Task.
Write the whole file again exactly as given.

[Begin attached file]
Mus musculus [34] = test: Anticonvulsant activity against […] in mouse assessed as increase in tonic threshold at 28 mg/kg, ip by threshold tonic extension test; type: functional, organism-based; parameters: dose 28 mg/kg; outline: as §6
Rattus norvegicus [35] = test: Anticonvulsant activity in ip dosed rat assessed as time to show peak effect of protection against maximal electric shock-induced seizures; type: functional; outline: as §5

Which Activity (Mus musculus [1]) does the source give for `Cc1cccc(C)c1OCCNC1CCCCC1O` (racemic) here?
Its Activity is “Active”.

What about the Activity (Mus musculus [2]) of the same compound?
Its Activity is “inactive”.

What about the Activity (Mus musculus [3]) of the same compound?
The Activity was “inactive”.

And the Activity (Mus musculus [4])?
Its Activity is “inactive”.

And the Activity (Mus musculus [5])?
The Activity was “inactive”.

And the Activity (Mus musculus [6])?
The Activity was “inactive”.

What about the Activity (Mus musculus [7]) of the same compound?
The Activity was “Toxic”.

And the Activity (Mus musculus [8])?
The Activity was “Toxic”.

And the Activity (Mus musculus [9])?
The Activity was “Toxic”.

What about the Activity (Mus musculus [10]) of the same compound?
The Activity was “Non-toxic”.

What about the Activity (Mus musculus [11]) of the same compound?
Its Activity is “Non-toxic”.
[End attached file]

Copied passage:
Mus musculus [34] = test: Anticonvulsant activity against […] in mouse assessed as increase in tonic threshold at 28 mg/kg, ip by threshold tonic extension test; type: functional, organism-based; parameters: dose 28 mg/kg; outline: as §6
Rattus norvegicus [35] = test: Anticonvulsant activity in ip dosed rat assessed as time to show peak effect of protection against maximal electric shock-induced seizures; type: functional; outline: as §5

Which Activity (Mus musculus [1]) does the source give for `Cc1cccc(C)c1OCCNC1CCCCC1O` (racemic) here?
Its Activity is “Active”.

What about the Activity (Mus musculus [2]) of the same compound?
Its Activity is “inactive”.

What about the Activity (Mus musculus [3]) of the same compound?
The Activity was “inactive”.

And the Activity (Mus musculus [4])?
Its Activity is “inactive”.

And the Activity (Mus musculus [5])?
The Activity was “inactive”.

And the Activity (Mus musculus [6])?
The Activity was “inactive”.

What about the Activity (Mus musculus [7]) of the same compound?
The Activity was “Toxic”.

And the Activity (Mus musculus [8])?
The Activity was “Toxic”.

And the Activity (Mus musculus [9])?
The Activity was “Toxic”.

What about the Activity (Mus musculus [10]) of the same compound?
The Activity was “Non-toxic”.

What about the Activity (Mus musculus [11]) of the same compound?
Its Activity is “Non-toxic”.